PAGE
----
HTTP API of the FlowFuse platform

API documentation

All public API routes should include a schema as part of their definition. This serves a number of purposes:

  • It will be included in the auto-generated OpenAPI 3.0 spec
  • Fastify will validate requests include any required properties
  • Fastify will ensure the response object matches the defined schema

Some general guidance:

  • Ensure the routes have an appropriate tag set - this determines where in the Swagger UI it gets displayed.
  • Ensure the tag is listed in forge/routes/api-docs.js so it appears in the right place
  • We define view schemas under forge/db/views/* alongside the code that generates the view. Keep the naming consistent with other views.
  • Learn from the existing schemas - be consistent in style.


Object Ids

Most database models have a primary key of an auto-incrementing integer stored in the id column.

These ids are internal properties of the models and should not be exposed via the API. This is because they can be guessed and leak information about how many instances of any particular model exist.

All model instances have an auto-generated hashid property that is an encoded version of the id property. This property should be used on the API but aliased as the id property.

Each database model has a pair of helper functions to encode and decode hashids to/from the true id value:

const encodedHashid = app.db.models.User.encodeHashid(123);
const objectId = app.db.models.User.decodeHashid("edjEbo2K1w")

API Path design

Admin routes

All admin-only routes exist under:


Logged-in user routes

All routes relating to the logged-in user exist under:


Object collection routes

API routes that are related to objects in collections follow the pattern:


Implementing routes

All API routes exist under forge/routes/api in the repository, grouped into files based on the entity/functionality the api is related to.

All requests will have already been validated to ensure they are being made with a valid session for a logged in user, or an access token.

If there is a valid session, request.session.User will be the requesting user.

Opening a route to anonymous users

In rare cases, a route needs to be accessible to anonymous users. To by-pass the built-in preHandler, you can set allowAnonymous on the routes config object:

app.get('/', { config: { allowAnonymous: true } }, async (request, reply) => {

Team routes

Routes under forge/routes/api/team.js that relate to a specific team, must use :teamId as the placeholder in the route. A request preHandler will use that to ensure the requesting user has permission to access the instance.

The following properties will then be available on the request:

  • - the team
  • request.teamMembership - the requesting user's role on the team

Project routes

Note: In FlowForge 1.5 we started to replace the Project concept with that of Application and Instance. No changes have been made to the underlying APIs - that will be evaluated as part of 1.6.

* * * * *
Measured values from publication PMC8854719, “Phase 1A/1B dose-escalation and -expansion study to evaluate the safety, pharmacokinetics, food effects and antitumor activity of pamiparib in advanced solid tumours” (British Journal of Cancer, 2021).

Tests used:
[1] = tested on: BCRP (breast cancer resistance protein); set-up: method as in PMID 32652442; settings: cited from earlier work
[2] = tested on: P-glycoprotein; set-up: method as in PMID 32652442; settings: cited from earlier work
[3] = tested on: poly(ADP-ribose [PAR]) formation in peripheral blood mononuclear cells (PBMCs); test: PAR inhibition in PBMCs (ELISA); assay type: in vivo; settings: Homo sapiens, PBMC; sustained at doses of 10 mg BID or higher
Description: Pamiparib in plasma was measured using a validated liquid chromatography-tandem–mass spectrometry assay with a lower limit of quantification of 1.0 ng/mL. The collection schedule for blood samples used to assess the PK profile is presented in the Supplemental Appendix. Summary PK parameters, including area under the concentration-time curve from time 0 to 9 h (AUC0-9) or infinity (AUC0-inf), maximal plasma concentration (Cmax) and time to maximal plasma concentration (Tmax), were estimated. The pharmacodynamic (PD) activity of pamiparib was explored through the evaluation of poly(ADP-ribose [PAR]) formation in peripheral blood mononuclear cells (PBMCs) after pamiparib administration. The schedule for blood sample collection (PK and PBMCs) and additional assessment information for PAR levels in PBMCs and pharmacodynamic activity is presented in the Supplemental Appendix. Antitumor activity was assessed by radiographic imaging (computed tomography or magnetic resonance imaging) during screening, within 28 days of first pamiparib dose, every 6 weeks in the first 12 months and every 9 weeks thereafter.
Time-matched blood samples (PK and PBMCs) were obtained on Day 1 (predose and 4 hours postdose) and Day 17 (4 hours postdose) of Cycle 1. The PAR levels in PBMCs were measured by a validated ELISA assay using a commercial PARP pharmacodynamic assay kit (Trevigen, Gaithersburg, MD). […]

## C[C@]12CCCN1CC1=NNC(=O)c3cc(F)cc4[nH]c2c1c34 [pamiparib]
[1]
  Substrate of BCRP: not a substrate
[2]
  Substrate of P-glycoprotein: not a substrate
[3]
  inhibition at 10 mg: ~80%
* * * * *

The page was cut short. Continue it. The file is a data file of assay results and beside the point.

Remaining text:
Routes under forge/routes/api/project.js that relate to a specific instance, must use :projectId as the placeholder in the route. A request preHandler will use that to ensure the requesting user has permission to access the instance.

The following properties will then be available on the request:

  • request.project - the instance (previously called "project")
  • request.teamMembership - the requesting user's role on the team that owns the instance

User/role permissions

Permissions are defined in forge/routes/auth/permissions.js.

Each permission specifies the role a user must have to have that permission.

If a route requires a particular permission, it can use app.needsPermission to generate a preHandler function that will ensure any requesting user has that permission.

For example, to add a user to a team, the requesting user needs to have "team:user:add":'/', { preHandler: app.needsPermission("team:user:add") }, async (request, reply) => {
// This is defined under forge/routes/api/teamMembers.js - and is mounted
// under the path `/api/v1/teams/:teamId/members/`
// Due to the team route preHandler, this means `request.teamMembership`
// will be defined and will be used by the `needsPermission` handler

Error formats

If a route needs to return an error it should respond with a payload in the format:

code: 'error_code',
error: 'Human-readable message'

The code property should be a well-defined string that can be used to programmatically identify the error without relying on the human-readable message.

There is a set of predefined codes that should be used where appropriate:

  • unauthorized
  • invalid_request
  • unexpected_error

If the error is related to an invalid option/parameter/object selection, then the code should be:

  • invalid_<name of property>

For example: invalid_project_name.

All routes that return collections of things must use pagination to allow for future growth, and provide a way to search the collection.